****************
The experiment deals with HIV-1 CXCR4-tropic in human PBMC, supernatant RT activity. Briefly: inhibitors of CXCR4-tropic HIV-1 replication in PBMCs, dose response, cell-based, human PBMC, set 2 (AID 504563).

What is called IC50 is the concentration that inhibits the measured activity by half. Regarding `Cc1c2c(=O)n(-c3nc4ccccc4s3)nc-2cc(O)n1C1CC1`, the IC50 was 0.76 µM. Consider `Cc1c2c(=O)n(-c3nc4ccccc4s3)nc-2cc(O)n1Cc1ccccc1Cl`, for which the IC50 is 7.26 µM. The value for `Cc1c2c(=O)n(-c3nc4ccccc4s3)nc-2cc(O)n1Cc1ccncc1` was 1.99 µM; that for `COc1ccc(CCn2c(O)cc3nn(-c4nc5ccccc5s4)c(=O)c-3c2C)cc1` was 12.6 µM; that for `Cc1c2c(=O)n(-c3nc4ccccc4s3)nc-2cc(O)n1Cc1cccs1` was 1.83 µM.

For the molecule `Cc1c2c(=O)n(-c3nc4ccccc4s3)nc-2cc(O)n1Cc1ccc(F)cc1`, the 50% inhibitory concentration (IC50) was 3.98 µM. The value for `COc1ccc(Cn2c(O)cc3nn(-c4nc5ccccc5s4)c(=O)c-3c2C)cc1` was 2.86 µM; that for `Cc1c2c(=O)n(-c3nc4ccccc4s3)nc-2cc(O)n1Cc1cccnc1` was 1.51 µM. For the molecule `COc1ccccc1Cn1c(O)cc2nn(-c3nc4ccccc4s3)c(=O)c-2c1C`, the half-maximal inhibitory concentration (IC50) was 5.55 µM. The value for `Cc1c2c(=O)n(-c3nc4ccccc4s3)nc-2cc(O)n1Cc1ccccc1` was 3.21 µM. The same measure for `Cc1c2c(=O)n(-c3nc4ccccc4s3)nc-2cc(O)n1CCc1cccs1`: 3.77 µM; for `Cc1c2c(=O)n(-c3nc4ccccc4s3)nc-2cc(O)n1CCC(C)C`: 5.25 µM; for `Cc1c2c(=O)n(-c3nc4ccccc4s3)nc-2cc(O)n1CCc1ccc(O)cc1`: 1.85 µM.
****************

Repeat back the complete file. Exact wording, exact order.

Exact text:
The experiment deals with HIV-1 CXCR4-tropic in human PBMC, supernatant RT activity. Briefly: inhibitors of CXCR4-tropic HIV-1 replication in PBMCs, dose response, cell-based, human PBMC, set 2 (AID 504563).

What is called IC50 is the concentration that inhibits the measured activity by half. Regarding `Cc1c2c(=O)n(-c3nc4ccccc4s3)nc-2cc(O)n1C1CC1`, the IC50 was 0.76 µM. Consider `Cc1c2c(=O)n(-c3nc4ccccc4s3)nc-2cc(O)n1Cc1ccccc1Cl`, for which the IC50 is 7.26 µM. The value for `Cc1c2c(=O)n(-c3nc4ccccc4s3)nc-2cc(O)n1Cc1ccncc1` was 1.99 µM; that for `COc1ccc(CCn2c(O)cc3nn(-c4nc5ccccc5s4)c(=O)c-3c2C)cc1` was 12.6 µM; that for `Cc1c2c(=O)n(-c3nc4ccccc4s3)nc-2cc(O)n1Cc1cccs1` was 1.83 µM.

For the molecule `Cc1c2c(=O)n(-c3nc4ccccc4s3)nc-2cc(O)n1Cc1ccc(F)cc1`, the 50% inhibitory concentration (IC50) was 3.98 µM. The value for `COc1ccc(Cn2c(O)cc3nn(-c4nc5ccccc5s4)c(=O)c-3c2C)cc1` was 2.86 µM; that for `Cc1c2c(=O)n(-c3nc4ccccc4s3)nc-2cc(O)n1Cc1cccnc1` was 1.51 µM. For the molecule `COc1ccccc1Cn1c(O)cc2nn(-c3nc4ccccc4s3)c(=O)c-2c1C`, the half-maximal inhibitory concentration (IC50) was 5.55 µM. The value for `Cc1c2c(=O)n(-c3nc4ccccc4s3)nc-2cc(O)n1Cc1ccccc1` was 3.21 µM. The same measure for `Cc1c2c(=O)n(-c3nc4ccccc4s3)nc-2cc(O)n1CCc1cccs1`: 3.77 µM; for `Cc1c2c(=O)n(-c3nc4ccccc4s3)nc-2cc(O)n1CCC(C)C`: 5.25 µM; for `Cc1c2c(=O)n(-c3nc4ccccc4s3)nc-2cc(O)n1CCc1ccc(O)cc1`: 1.85 µM.